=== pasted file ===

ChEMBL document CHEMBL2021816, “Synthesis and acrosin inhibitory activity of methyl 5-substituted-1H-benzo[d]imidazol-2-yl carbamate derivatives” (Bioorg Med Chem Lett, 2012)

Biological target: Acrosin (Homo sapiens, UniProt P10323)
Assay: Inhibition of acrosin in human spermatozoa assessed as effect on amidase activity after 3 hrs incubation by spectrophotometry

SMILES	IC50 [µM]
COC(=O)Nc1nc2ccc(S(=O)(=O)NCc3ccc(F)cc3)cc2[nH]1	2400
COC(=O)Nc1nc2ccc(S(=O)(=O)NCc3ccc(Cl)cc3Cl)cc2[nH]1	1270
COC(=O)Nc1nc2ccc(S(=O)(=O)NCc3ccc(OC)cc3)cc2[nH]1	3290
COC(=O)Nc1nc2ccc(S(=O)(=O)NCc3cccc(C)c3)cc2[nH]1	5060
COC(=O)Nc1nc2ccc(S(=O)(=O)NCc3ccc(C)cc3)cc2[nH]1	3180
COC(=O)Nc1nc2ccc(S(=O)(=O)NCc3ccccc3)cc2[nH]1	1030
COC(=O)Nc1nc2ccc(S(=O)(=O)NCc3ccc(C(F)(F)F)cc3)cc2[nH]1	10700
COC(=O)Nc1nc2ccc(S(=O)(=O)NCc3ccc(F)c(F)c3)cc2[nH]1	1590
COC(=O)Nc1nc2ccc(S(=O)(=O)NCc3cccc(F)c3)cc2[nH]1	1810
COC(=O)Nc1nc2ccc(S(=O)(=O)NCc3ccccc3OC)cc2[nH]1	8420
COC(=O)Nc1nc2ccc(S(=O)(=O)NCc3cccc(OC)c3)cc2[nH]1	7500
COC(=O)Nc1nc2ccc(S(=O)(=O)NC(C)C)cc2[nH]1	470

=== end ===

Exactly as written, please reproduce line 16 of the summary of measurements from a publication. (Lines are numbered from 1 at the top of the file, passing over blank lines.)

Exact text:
COC(=O)Nc1nc2ccc(S(=O)(=O)NC(C)C)cc2[nH]1	470